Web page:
Monday, July 25, 2005

Goat’s cheese toasts with garlic oil and tomato



It’s hard when driving over a bridge, to remember that it has collapsed before. I hate driving over the Westgate Bridge (as I did today) and hold my breath as I get towards the end, chanting “almost, almost, almost there!!”

It’s the same thing with a cooking debacle. With each step – the mixing, the folding, the stirring – it is impossible not to recall how this dish once failed spectacularly. I burned the chicken baked in salad dressing for dinner. Not enough to make it inedible but certainly enough to make it unenjoyable.

But the pre-dinner snack I threw together more than made up for it. Sourdough sliced and toasted. A garlic clove grated with my Accutec grater (the first thing I grated with my Accutec grater was my fingers. The second thing was some cheese. The third, my fingers again. Fourthly, some chocolate. But now I lurrrve it)). Four tablespoons of Kyneton extra virgin olive oil splashed over the garlic in a little bowl. A huge ripe organic tomato sliced. And the item in the fridge which just HAD to be used up today – a container of fresh goat’s cheese from the markets.

Simple assembly and adoration. Warm toast, covered in about a tablespoon of the oil, making sure you scoop the garlic bits up. Slather lavishly with a quarter of the cheese. Arrange a few slices of tomato. Salt, pepper and another tablespoon of the oil. Yummy.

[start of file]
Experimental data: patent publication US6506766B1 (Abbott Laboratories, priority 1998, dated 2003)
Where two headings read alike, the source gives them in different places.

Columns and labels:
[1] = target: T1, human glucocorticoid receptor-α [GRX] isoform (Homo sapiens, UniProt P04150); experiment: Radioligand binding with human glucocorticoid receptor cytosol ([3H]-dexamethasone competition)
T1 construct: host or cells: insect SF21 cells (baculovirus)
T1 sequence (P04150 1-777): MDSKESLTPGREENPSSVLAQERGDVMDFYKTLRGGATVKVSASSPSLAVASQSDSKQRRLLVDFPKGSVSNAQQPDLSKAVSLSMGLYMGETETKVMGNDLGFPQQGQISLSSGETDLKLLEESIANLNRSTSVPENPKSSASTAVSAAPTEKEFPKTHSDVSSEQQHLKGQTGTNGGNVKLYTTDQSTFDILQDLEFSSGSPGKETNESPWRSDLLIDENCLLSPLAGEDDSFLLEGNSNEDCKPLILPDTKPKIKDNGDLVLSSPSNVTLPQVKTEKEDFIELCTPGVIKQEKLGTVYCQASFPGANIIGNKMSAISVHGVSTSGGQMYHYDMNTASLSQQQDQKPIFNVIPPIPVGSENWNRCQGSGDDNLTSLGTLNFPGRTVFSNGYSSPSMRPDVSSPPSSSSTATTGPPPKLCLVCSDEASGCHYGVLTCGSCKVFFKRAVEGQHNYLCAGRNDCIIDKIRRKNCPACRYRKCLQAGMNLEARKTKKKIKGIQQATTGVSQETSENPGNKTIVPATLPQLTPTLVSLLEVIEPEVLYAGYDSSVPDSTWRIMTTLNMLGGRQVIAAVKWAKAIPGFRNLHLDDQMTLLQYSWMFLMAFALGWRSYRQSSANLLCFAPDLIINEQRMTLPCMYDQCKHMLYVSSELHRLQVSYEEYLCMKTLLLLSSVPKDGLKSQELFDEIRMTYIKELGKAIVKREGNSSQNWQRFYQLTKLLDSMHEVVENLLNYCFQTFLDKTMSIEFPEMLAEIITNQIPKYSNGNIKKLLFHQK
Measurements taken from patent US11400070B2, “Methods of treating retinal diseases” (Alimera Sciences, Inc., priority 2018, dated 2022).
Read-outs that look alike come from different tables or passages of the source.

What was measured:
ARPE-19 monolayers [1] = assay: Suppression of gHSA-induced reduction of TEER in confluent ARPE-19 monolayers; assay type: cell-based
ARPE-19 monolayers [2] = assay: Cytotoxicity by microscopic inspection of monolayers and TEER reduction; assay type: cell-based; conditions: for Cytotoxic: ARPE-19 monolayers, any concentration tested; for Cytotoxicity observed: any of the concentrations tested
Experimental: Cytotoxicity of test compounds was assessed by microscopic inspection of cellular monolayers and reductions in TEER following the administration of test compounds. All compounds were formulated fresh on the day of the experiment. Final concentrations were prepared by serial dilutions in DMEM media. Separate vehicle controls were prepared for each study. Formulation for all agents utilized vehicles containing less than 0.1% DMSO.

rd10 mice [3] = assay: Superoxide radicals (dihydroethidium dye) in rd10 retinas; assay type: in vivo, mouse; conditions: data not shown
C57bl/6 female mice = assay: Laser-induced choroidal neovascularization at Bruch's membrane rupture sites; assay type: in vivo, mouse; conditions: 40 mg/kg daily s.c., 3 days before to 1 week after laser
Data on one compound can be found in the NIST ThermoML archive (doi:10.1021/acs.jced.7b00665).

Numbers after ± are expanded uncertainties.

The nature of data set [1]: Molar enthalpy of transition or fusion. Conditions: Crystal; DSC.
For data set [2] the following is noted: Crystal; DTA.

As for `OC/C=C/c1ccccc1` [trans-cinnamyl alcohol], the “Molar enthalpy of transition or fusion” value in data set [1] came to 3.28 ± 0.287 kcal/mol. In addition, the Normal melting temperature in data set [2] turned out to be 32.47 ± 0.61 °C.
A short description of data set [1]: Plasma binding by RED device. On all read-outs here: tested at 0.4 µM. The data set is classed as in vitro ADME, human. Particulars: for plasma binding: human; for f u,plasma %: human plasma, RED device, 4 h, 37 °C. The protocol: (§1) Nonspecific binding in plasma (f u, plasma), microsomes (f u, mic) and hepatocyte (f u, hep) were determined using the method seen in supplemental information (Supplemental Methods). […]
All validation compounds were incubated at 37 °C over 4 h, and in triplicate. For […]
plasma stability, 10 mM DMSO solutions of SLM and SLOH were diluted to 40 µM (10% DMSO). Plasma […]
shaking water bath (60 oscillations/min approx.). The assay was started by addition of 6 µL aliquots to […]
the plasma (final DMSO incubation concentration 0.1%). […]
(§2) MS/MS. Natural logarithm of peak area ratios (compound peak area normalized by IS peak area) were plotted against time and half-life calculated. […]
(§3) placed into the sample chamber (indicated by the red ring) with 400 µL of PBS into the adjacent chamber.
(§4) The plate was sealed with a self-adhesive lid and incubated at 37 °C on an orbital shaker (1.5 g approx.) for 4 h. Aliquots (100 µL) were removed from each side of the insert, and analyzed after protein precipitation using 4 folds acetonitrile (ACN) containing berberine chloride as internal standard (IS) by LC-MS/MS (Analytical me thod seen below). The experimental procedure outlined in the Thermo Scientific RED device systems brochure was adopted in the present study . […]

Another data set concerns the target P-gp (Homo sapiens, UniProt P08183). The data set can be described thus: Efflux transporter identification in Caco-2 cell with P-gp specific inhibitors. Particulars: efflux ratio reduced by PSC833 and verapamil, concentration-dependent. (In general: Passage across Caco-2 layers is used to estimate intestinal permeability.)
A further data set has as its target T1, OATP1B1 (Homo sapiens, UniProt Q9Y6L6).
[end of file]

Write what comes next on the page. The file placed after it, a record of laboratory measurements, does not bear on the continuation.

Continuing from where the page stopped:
And then we had the chicken salad. But let’s not talk about THAT.

P.S. the above is actually from my notes of dinner during summer. But it might be of interest to our northern friends. Why am I bringing this up now, in the midst of Melbourne winter? While looking for a clock on the weekend, I came across my beloved Accutec grater for sale at Matchbox and Roost for $29. This is a steal! Go to the store now, run, run!!

3 Comments:

At 7:48 PM, Blogger Niki said...

Do you have a place where you go to get goats cheese, where it doesn't cost an arm & a leg? I really love the stuff, but can rarely justify the $7-odd dollars for a tiny log of it. I really wish it were more easily available and, hence, cheaper.

 
At 8:31 PM, Blogger plum said...

Unfortunately Niki it always costs a fortune - I try not to wince when I see the price. I tend to buy the soft chevre, which is displayed in a bowl.

Given its price, I'm grumpy when I discover an old container at the back of the fridge which I forgot about!

 
At 11:26 PM, Blogger Clare Eats said...

MMMM I love chevre!

I have the same grater as you ;)

 

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